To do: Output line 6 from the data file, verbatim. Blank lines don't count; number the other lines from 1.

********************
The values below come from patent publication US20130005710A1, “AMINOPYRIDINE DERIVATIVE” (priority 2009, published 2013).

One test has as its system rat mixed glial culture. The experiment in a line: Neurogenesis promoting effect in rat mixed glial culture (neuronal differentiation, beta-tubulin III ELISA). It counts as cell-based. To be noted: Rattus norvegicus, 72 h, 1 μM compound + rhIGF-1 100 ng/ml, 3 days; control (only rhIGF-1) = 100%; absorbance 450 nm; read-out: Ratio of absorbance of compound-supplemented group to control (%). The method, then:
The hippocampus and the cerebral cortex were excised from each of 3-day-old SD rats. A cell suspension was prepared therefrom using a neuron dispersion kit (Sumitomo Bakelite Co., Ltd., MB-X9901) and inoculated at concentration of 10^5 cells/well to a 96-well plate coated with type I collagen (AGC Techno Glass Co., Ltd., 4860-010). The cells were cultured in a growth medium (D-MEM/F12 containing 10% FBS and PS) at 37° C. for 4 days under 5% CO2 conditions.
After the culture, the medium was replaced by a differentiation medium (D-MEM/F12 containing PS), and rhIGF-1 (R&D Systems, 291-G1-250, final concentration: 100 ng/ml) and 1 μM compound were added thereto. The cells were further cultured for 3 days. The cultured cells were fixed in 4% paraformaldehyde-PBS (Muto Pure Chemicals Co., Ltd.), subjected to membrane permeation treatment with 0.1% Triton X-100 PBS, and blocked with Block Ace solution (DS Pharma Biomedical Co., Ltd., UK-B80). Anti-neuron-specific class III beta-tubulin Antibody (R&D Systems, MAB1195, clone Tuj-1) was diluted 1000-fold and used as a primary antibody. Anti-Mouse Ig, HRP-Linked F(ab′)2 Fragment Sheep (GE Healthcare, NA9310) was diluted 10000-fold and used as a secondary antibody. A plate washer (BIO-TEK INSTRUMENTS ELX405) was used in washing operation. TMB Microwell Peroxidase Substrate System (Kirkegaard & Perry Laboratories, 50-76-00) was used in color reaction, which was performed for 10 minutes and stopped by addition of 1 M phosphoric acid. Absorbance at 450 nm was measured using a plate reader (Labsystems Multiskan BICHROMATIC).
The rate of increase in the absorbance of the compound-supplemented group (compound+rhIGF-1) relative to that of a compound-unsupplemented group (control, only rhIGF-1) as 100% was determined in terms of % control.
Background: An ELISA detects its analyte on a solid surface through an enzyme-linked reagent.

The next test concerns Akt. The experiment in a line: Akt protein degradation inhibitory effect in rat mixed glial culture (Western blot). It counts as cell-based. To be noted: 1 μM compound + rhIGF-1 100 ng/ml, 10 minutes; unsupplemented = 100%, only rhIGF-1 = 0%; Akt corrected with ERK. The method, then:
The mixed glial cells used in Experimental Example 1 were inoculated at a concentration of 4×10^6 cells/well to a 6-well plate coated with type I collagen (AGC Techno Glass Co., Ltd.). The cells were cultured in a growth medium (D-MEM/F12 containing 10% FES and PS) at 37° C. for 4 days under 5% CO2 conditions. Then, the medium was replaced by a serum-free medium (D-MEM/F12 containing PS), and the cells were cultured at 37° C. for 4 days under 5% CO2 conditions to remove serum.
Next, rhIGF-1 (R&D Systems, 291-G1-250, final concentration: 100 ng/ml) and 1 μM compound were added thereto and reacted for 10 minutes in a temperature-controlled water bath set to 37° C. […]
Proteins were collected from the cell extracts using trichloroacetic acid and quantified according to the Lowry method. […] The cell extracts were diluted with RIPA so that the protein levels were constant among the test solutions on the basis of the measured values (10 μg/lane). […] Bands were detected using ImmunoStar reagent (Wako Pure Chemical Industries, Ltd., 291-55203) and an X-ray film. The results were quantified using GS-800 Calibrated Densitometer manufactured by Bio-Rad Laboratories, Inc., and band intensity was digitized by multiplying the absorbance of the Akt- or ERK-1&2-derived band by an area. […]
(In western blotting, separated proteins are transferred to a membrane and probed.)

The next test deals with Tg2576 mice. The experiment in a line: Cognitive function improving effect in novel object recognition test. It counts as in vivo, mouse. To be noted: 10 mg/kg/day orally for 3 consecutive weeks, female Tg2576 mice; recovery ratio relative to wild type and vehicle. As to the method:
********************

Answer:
Background: An ELISA detects its analyte on a solid surface through an enzyme-linked reagent.